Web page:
In case you weren’t listening in CM331/CM707: Top writing tips from Professor Dowding

Writing is an integral part of communication jobs. As the majority of COM students come from an academic writing background, the transition from academic to media writing can be a struggle. 

As a communication professional with more than 25 years of experience, Professor Dowding teaches CM331 Writing for Communication and CM707 Writing for Media Professionals every semester. His class offers some great insights into media writing and its succinct style, providing students with the tools they need to succeed in the communications world. And in case you weren’t listening in his class (we’ve all had those days!), here are his top four writing tips for communication students:

  1. Create a culture of speed and precision

The goal of media writing is to convey the most amount of information in the shortest amount of time with the fewest words and the greatest clarity. 

Renowned journalist Malcolm Gladwell noted in his book that one needs 10,000 hours to master a skill and to reach the level of greatness. Building writing reflexes require constant practice. Unlike riding a bike, which you can technically learn overnight, writing resembles learning how to play a musical instrument: you cultivate your writing skills by practicing over and over again. 

For example, AP style is the foundation of media writing. In order to nail the AP style of writing, you could practice AP style in your daily activities – even when you’re texting your friends or emailing professors, follow AP Style. 

  1. Read, read, and read!

The best writers are the ones who read the most. Reading is the best way to absorb writing styles and to learn how other writers compose their stories. The premise of becoming a skilled writer is to be a voracious reader. 

Professor Dowding recommends these books to communications students: 

Stephen King: On Writing

Mignon Fogarty: Grammar Girl’s Quick and Dirty Tips for Better Writing

  1. Keep your writing error-free 

Media writing should always persuade the readers. Spelling mistakes, typos, and grammar errors lower readers’ confidence in the work – they will start to doubt the writer’s capability, thinking that the writer doesn’t know what they’re doing. The writing will end up losing its ability to persuade.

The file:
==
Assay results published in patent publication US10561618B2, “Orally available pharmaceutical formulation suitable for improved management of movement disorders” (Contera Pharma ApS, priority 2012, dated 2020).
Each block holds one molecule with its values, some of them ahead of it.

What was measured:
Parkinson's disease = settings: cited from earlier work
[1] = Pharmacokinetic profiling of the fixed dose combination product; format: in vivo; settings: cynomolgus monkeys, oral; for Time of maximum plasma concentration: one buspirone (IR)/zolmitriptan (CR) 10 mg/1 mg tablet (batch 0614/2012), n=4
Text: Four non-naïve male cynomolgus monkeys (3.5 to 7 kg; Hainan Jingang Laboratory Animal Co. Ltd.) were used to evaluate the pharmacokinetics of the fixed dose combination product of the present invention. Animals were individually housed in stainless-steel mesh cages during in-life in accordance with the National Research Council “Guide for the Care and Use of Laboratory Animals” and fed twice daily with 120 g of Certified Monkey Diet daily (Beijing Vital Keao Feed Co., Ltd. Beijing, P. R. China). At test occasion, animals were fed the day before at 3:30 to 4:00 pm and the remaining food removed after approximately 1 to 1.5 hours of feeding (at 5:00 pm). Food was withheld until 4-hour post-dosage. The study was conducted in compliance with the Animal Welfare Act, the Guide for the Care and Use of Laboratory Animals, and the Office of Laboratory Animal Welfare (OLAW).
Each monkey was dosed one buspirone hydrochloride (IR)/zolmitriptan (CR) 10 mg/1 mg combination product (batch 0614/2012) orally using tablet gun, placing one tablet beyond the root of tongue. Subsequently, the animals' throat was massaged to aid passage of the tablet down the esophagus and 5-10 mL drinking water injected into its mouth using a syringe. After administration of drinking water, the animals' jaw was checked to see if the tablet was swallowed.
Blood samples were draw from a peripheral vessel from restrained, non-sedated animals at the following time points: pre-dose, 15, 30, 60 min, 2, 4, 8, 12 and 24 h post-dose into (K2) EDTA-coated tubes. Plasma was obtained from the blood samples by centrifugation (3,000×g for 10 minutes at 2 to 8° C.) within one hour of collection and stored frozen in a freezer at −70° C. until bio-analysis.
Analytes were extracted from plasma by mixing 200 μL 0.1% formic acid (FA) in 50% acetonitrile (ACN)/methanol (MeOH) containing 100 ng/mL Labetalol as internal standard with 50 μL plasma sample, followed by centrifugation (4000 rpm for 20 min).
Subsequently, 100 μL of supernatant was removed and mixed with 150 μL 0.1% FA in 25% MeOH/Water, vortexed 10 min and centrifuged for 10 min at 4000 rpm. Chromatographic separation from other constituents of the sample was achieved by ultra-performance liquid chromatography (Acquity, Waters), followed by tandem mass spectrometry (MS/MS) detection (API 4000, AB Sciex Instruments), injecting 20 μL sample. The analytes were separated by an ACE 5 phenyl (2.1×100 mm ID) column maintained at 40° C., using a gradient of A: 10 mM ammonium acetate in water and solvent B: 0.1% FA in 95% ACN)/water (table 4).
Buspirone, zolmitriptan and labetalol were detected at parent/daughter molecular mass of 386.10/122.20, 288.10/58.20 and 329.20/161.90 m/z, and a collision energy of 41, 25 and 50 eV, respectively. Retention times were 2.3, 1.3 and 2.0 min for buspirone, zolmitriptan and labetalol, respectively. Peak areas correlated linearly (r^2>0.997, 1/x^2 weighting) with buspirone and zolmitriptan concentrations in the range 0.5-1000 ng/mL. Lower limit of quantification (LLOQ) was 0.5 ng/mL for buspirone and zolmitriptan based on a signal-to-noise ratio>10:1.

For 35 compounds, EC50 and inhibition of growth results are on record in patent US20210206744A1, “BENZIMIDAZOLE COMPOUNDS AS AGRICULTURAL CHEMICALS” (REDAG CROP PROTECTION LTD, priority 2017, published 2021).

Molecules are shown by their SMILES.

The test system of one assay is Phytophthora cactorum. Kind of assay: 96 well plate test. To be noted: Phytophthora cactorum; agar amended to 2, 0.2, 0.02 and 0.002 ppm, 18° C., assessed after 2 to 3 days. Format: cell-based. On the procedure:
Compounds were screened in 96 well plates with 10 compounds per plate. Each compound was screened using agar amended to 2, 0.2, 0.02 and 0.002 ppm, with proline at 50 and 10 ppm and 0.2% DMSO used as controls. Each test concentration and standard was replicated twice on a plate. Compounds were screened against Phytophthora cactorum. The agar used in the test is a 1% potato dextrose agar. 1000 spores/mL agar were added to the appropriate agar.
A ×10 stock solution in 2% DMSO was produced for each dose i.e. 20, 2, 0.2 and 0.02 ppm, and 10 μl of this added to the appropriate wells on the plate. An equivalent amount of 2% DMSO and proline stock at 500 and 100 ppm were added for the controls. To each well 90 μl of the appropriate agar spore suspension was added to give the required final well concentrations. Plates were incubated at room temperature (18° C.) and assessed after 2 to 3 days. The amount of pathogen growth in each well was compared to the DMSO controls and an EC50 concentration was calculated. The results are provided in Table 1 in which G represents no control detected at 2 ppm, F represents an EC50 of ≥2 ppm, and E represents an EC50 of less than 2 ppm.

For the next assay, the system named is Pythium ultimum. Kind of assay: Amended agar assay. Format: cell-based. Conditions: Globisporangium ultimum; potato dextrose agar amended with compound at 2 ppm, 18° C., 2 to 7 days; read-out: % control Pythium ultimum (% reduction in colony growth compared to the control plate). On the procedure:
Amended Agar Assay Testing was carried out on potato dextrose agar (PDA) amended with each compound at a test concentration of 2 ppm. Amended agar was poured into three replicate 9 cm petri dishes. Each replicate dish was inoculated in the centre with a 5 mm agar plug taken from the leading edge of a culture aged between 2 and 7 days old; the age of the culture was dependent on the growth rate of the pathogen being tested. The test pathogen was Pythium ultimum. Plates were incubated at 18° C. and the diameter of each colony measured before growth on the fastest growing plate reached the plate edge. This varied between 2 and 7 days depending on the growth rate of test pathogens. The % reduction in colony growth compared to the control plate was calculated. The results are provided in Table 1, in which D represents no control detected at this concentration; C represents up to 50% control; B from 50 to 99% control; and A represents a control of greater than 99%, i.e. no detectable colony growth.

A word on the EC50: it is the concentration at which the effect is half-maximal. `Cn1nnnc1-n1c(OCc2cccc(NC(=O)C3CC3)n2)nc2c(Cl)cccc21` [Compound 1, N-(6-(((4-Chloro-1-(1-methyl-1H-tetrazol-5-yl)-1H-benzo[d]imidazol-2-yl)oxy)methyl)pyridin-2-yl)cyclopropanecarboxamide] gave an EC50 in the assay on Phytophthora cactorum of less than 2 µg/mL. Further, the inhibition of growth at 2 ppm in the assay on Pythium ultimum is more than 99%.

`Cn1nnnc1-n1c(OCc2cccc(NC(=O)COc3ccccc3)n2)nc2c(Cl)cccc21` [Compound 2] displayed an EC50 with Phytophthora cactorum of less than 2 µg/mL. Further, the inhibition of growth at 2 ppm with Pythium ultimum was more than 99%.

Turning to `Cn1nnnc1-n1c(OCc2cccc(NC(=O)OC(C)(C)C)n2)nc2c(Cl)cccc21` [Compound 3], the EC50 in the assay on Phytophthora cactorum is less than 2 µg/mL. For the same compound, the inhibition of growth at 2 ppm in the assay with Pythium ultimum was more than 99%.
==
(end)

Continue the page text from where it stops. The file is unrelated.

An error-free document is much more convincing and persuasive to the readers than a piece with grammatical mistakes. Make sure to check the spelling and grammar after finishing your article. Typos and grammatical issues are subtle and can be hard to find. But they’re the key factors to persuade your readers. 

  1. Eliminate the use of pedestrian verbs

Pedestrian verbs, according to Professor Dowding, are the boring, drab, ordinary, and overused linking verbs that are supporting big sentences – words such as is, did, get, do, and was. Minimizing the use of these tiny linking verbs is crucial to media writing because pedestrian verbs don’t offer your writing the level of sophistication and readability you want to obtain.

For example:

I got an internship – I secured an internship

I went to a meeting – I attended a meeting

At the same time, your word choice doesn’t need to become a thesaurus. Similar to pedestrian verbs, fancy words will get you nowhere. As a writer, your ultimate goal is to provide an easy reading experience for your readers. The key is to balance your word choice.  

Here are some other dos and don’ts from Professor Dowding

  • Do try to vary the structure of your sentences. Your writing shouldn’t be boring. The secret recipe is to find an appropriate rhythm instead of maintaining a monotonous tone in your article. 
  • Don’t use comma splices – the linkage of two individual sentences connected by a comma (similar to run-on sentences). It makes your writing informal and inexplicit.
  • Don’t use semicolons and exclamation points. They interfere with the writing. Punctuation doesn’t create enthusiasm in your writing, but your word choice does.  

If Professor Dowding could give only one sentence to students, he would say: 

Elevate your verb choices, minimize your reliance on linking verbs, and read more books. 

Yige Greta Tang, Staff Writer

Yige Greta Tang is a second-year public relations graduate student. Prior to joining BU, she graduated from Pennsylvania State University with a bachelor’s degree in public relations and a minor in media studies. Born and raised in Beijing, China, Greta moved to Chicago for high school in 2012. She has always been passionate about writing and is excited to be a writer for The COMmunicator this semester. Outside of the classroom, Greta loves to explore new restaurants and spend time with her dog, Thunder.

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